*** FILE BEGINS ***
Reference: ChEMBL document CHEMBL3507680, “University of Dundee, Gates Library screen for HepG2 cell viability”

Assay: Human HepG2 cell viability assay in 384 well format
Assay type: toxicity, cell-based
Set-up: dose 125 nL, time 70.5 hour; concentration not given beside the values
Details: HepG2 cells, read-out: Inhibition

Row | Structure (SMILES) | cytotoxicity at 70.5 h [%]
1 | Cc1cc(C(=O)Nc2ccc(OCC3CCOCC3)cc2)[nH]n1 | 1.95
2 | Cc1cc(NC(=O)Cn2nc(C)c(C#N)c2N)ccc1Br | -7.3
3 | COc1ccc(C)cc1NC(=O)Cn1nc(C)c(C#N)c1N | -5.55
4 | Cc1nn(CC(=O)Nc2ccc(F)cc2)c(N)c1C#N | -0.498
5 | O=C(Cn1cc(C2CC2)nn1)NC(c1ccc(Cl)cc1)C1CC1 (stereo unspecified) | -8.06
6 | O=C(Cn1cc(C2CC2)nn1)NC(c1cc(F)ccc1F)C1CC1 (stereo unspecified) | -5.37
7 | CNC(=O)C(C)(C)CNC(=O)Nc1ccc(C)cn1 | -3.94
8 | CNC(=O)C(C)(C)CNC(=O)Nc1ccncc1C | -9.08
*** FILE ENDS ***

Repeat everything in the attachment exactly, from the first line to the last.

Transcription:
Reference: ChEMBL document CHEMBL3507680, “University of Dundee, Gates Library screen for HepG2 cell viability”

Assay: Human HepG2 cell viability assay in 384 well format
Assay type: toxicity, cell-based
Set-up: dose 125 nL, time 70.5 hour; concentration not given beside the values
Details: HepG2 cells, read-out: Inhibition

Row | Structure (SMILES) | cytotoxicity at 70.5 h [%]
1 | Cc1cc(C(=O)Nc2ccc(OCC3CCOCC3)cc2)[nH]n1 | 1.95
2 | Cc1cc(NC(=O)Cn2nc(C)c(C#N)c2N)ccc1Br | -7.3
3 | COc1ccc(C)cc1NC(=O)Cn1nc(C)c(C#N)c1N | -5.55
4 | Cc1nn(CC(=O)Nc2ccc(F)cc2)c(N)c1C#N | -0.498
5 | O=C(Cn1cc(C2CC2)nn1)NC(c1ccc(Cl)cc1)C1CC1 (stereo unspecified) | -8.06
6 | O=C(Cn1cc(C2CC2)nn1)NC(c1cc(F)ccc1F)C1CC1 (stereo unspecified) | -5.37
7 | CNC(=O)C(C)(C)CNC(=O)Nc1ccc(C)cn1 | -3.94
8 | CNC(=O)C(C)(C)CNC(=O)Nc1ccncc1C | -9.08